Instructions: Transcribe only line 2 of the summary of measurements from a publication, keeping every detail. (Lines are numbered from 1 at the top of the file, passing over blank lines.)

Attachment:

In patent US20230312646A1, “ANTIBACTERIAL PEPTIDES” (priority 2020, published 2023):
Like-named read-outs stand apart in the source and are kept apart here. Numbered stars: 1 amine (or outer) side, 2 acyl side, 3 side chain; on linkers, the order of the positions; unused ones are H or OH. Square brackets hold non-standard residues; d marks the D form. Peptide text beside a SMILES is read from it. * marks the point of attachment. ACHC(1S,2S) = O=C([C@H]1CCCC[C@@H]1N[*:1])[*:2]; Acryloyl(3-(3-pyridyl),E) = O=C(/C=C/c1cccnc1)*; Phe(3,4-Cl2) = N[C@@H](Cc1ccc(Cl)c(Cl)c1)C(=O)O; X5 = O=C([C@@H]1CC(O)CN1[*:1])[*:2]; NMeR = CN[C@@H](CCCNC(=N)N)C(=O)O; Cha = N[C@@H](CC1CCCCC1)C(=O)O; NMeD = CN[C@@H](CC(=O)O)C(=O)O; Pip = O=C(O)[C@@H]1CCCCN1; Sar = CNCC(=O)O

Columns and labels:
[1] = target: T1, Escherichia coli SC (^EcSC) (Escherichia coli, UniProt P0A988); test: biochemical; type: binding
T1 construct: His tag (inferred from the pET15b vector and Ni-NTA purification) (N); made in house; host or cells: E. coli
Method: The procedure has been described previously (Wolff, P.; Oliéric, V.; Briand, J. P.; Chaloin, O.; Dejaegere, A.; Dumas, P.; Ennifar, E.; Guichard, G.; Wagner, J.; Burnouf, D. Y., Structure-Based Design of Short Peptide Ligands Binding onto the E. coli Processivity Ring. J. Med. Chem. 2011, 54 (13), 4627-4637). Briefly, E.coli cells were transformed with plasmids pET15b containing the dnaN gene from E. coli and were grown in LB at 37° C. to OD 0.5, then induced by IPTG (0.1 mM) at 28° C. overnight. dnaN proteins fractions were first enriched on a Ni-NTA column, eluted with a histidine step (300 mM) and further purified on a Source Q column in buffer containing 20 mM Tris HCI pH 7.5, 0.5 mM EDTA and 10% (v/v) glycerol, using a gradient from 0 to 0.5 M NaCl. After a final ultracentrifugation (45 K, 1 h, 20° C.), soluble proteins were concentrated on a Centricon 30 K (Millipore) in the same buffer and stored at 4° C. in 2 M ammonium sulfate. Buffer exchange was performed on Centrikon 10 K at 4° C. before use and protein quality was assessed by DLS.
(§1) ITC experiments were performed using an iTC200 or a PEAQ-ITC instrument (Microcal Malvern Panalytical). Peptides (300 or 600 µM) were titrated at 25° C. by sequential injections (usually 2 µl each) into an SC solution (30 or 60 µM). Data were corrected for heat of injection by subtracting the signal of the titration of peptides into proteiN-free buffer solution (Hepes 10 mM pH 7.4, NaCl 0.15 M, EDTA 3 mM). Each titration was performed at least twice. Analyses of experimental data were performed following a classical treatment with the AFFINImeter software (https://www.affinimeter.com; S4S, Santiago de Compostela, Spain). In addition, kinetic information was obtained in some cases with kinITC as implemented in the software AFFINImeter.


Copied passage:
Like-named read-outs stand apart in the source and are kept apart here. Numbered stars: 1 amine (or outer) side, 2 acyl side, 3 side chain; on linkers, the order of the positions; unused ones are H or OH. Square brackets hold non-standard residues; d marks the D form. Peptide text beside a SMILES is read from it. * marks the point of attachment. ACHC(1S,2S) = O=C([C@H]1CCCC[C@@H]1N[*:1])[*:2]; Acryloyl(3-(3-pyridyl),E) = O=C(/C=C/c1cccnc1)*; Phe(3,4-Cl2) = N[C@@H](Cc1ccc(Cl)c(Cl)c1)C(=O)O; X5 = O=C([C@@H]1CC(O)CN1[*:1])[*:2]; NMeR = CN[C@@H](CCCNC(=N)N)C(=O)O; Cha = N[C@@H](CC1CCCCC1)C(=O)O; NMeD = CN[C@@H](CC(=O)O)C(=O)O; Pip = O=C(O)[C@@H]1CCCCN1; Sar = CNCC(=O)O